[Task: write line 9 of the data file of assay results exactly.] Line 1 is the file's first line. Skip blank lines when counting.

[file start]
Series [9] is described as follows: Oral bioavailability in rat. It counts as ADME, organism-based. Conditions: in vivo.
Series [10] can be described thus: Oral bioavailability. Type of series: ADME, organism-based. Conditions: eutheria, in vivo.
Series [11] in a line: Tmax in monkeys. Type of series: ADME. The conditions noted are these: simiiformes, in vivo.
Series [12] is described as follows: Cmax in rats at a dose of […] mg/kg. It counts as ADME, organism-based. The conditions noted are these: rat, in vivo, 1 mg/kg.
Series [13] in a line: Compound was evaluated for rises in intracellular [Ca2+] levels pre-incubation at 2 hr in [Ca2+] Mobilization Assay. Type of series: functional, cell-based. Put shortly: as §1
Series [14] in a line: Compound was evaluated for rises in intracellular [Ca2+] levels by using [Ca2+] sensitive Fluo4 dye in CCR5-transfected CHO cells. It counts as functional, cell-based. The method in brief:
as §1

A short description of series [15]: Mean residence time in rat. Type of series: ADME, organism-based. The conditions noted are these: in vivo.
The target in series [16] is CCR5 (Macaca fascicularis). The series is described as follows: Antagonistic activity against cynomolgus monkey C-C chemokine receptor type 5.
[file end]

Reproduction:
The target in series [16] is CCR5 (Macaca fascicularis). The series is described as follows: Antagonistic activity against cynomolgus monkey C-C chemokine receptor type 5.